Repetition is Good: Practice Makes Perfect in Swimming

By Foss Swim School

In swimming, as with any skill, there’s a difference between learning a thing and actually doing it. Helping nurture young swimmers through that process takes passionate, engaged teachers, praise and reinforcement from parents – and lots and lots of practice!

The Foss Swim School curriculum has been purposefully designed to make repetition of certain activities a core part of how we teach. If you’ve watched a class closely over a series of weeks, you’ve probably noticed it. In fact, sometimes parents ask us why we sing the same songs, play the same games, and practice the same skills week after week. Isn’t that just delaying learning?

Our answer is that repetition is the KEY to learning. But what is being learned, and how the repetition takes place, varies from age to age and level to level. Here’s what’s happening “under the surface,” as it were, when your student does the same thing in the same way.

  • Babies and toddlers: Learning to trust

The most important lesson for our youngest swim students is simply: Water can be fun! At this developmental age, there is no substitute for experience. What is familiar is comfortable, and once a child is comfortable, they can begin to have fun. Anything new or that breaks the pattern is suspect until proven otherwise. So we create a class that does the same thing, in the same order, to help these children build a mental picture of what is happening and what will happen next. And having parents participate just strengthens the link between water, family, and fun!

  • Kids and young swimmers: Learning muscle memory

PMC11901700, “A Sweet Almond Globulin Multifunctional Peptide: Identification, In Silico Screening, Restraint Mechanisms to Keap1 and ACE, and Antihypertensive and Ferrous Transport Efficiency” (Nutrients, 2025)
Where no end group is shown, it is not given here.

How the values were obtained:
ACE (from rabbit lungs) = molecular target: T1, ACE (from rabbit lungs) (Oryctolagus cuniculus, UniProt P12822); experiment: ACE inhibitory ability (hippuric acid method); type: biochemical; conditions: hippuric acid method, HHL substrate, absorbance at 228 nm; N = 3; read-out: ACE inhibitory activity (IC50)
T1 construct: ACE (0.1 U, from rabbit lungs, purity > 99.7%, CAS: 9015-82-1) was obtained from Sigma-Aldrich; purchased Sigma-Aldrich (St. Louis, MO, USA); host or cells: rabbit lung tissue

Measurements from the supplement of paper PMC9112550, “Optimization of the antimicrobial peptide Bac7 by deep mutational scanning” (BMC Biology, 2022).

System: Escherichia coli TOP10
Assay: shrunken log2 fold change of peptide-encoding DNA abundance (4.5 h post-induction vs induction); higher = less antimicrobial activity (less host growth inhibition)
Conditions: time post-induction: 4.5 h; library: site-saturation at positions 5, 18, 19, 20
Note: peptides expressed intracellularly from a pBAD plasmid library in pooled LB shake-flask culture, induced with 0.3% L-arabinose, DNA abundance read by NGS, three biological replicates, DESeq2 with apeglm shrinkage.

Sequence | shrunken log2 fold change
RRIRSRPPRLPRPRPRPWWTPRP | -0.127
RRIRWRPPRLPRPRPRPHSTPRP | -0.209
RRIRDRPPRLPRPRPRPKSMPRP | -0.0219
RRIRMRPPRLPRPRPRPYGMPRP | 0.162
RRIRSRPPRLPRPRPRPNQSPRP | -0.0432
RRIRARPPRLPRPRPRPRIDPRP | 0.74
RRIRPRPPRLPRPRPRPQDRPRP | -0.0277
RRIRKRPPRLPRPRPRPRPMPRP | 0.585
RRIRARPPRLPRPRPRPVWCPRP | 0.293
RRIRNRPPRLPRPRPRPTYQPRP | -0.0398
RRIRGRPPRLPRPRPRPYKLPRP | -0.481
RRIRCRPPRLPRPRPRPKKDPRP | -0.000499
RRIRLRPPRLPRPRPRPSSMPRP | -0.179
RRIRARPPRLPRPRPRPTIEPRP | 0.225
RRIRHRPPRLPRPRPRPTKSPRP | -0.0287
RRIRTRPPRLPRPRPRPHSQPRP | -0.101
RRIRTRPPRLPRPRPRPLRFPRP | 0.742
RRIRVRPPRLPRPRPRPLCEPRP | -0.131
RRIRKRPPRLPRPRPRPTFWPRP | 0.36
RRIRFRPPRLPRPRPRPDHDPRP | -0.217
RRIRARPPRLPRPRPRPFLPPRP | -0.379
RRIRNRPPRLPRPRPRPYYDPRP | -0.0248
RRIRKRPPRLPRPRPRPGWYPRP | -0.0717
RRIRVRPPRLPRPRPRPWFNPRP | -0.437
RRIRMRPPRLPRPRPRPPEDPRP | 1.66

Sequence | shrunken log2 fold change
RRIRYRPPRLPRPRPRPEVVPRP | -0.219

As swimmers progress, we can introduce more new ideas – but still not too many at once. The Swim Path® program breaks each stroke and lesson down into bite-size pieces that fit together like a sequencing puzzle. To get the timing right, however, each separate motion needs to be second nature. Having a student repeatedly swim a one-armed backstroke, or just the kick part of a freestyle, builds up that muscle memory so the student can later move all those body parts in unison without thinking. Of course, at this age, “new” is fun too, so teachers break the classes up differently – but always come back to the parts that need practice.

  • Older swimmers: Learning to push

Once all the parts are in place, it’s time to build endurance and ability. Repetition is the key. Not only does it lock in the lessons learned earlier, it gives swimmers a chance to push their own personal boundaries, whether it’s swimming faster, or further, or finding ways to swim easier and with less effort. Each time, they build up their abilities just a little more. Only by pushing themselves, then coming back and doing the same thing and pushing themselves again can they find out just how good they can get.

  • Kids who repeat levels: Learning mastery

Of course, most swimmers in the FOSS Learn to Swim program will at some point repeat a level (or two.) And this is part of the Swim Path® as well! Our program advances students when they have mastered the skills of a given level. Repeating a level gives students the time and space to truly master the skills that have challenged them most.

Sometimes, for adults, repetition seems like a treadmill. But when you see it through the eyes of kids and understand what it’s doing to help them learn – whether in swim school or anywhere else – you can appreciate that it’s by doing the same thing again and again that they achieve progress!

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